The Rolling Stones Live Debut "Street Fighting Man" in 1969

The Rolling Stones' "Street Fighting Man" has been dubbed their most political song to date. Recorded and released in 1968 during a time when violent confrontations between anti-Vietnam war protestors and Chicago police occurred at the 1968 Democratic National Convention, the song was banned by Chicago radio stations afraid it would incite further violence. In true rock and roll fashion, Mick Jagger welcomed the banning of the song with open arms:
"I'm rather pleased to hear they have banned (the song). The last time they banned one of our records in America, it sold a million" - Mick Jagger
The song was allegedly inspired by both an anti-war rally at London's US embassy and the rising violence by student rioters on Paris' Left Bank which was the beginning of a period of civil unrest through the country of France which lasted seven weeks in 1968.
Over the years, "Street Fighting Man" has been covered by The Smashing Pumpkins, John Mellencamp, Rage Against the Machine, Bruce Springsteen and many more. After including "Street Fighting Man" in several encores during his Born in the U.S.A. Tour, Springsteen has said of the song: "That one line, 'What can a poor boy do but sing in a rock and roll band?' is one of the greatest rock and roll lines of all time ... [The song] has that edge-of-the-cliff thing when you hit it. And it's funny; it's got humour to it."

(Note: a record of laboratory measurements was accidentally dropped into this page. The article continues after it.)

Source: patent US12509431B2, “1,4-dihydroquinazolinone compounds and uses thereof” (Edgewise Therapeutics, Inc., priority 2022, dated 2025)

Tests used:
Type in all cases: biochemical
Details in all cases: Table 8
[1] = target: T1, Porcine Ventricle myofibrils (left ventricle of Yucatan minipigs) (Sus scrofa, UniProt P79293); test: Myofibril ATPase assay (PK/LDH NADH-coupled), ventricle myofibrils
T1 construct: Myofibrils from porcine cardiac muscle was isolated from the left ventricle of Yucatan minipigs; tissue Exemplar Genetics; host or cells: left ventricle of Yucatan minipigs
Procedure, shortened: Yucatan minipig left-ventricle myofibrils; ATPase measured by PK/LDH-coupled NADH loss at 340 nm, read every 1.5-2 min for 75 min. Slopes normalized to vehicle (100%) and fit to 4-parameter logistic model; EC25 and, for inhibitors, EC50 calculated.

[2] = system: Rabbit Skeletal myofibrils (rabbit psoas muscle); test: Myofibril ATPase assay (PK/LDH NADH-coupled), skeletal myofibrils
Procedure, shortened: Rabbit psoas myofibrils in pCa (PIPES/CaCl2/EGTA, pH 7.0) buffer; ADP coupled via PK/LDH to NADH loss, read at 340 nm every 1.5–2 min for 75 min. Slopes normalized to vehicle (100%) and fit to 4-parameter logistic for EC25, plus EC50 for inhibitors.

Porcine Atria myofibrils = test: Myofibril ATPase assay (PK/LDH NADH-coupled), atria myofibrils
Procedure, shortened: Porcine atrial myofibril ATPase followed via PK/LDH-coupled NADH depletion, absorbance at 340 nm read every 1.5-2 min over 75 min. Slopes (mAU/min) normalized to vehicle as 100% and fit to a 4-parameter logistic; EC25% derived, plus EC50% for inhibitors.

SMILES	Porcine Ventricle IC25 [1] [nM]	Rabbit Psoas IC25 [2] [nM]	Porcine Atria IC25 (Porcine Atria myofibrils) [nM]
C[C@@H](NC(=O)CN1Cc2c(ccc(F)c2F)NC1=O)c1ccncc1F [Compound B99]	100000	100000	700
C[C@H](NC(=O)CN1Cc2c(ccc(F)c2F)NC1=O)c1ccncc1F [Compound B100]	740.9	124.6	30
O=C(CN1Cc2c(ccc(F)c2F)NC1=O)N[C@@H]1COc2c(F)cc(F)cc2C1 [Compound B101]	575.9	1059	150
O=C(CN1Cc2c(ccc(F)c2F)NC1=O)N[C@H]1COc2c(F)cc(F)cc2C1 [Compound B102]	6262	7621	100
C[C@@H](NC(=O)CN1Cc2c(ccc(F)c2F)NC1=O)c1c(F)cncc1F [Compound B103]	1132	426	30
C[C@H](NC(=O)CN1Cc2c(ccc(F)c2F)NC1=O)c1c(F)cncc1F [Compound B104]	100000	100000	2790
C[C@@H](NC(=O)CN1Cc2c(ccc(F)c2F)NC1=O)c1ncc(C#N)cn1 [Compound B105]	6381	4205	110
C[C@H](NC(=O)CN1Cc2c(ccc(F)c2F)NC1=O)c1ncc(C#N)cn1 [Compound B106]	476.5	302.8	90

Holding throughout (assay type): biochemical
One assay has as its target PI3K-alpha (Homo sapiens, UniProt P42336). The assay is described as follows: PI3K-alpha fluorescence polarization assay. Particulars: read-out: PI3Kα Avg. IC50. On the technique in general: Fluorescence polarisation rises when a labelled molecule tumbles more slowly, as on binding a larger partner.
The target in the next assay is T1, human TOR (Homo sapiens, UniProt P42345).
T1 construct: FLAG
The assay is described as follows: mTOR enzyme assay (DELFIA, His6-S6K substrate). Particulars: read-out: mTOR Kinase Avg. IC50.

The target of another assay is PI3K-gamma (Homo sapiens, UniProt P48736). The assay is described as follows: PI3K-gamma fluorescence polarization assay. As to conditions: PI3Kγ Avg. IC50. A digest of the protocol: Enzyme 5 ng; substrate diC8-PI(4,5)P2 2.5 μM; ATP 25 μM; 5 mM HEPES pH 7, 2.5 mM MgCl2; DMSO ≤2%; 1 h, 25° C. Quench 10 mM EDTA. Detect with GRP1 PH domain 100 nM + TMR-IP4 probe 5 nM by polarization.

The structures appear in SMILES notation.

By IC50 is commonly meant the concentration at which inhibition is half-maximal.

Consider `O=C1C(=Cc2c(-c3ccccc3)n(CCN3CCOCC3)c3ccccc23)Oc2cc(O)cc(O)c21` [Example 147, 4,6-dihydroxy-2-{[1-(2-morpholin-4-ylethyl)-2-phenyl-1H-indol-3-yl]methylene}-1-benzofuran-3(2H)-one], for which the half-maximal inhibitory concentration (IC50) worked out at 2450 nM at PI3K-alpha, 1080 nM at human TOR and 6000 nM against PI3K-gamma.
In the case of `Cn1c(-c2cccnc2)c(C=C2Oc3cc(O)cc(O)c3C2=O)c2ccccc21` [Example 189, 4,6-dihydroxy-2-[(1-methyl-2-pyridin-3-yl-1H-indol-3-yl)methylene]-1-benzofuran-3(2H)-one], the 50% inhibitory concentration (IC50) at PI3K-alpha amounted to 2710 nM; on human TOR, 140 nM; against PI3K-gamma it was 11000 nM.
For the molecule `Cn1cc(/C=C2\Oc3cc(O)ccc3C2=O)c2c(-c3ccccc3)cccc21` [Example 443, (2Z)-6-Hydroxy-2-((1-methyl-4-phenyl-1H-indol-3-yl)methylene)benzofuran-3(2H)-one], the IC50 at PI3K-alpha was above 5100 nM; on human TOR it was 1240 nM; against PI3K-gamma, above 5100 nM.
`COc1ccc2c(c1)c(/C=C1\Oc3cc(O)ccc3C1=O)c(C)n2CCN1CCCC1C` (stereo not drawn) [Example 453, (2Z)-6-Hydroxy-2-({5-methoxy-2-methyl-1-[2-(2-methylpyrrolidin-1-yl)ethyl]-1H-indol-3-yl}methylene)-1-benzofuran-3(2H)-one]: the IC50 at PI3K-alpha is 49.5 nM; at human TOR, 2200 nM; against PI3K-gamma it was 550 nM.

Taking a dive into our data, the first time The Rolling Stones were marked as playing "Street Fighting Man" occurred on July 5, 1969, during a show at Hyde Park in London. The setlist included 14 tracks in total, opening with a cover of Johnny Winter's "Im Your and I'm Hers." "Street Fighting Man" made the setlist right before the show closer, "Sympathy for the Devil."
Take a look at the full setlist from the July 5, 1969 show below.
The Rolling Stones - London, England - July 5, 1969 - setlist
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